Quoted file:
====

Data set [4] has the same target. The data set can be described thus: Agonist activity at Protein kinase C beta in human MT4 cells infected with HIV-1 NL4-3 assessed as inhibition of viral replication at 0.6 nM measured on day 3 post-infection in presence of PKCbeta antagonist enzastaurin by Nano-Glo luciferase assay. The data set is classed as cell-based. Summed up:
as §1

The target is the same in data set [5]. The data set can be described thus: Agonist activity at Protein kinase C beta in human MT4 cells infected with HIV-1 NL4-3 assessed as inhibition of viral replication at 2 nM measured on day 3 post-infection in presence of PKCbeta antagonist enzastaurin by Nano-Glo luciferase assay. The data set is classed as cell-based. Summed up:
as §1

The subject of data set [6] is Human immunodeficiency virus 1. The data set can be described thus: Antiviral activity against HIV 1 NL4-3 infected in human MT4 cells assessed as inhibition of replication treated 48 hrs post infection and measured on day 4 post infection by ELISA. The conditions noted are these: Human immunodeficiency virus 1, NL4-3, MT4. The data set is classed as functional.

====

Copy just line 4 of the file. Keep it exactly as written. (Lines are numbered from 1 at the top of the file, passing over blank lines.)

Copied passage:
as §1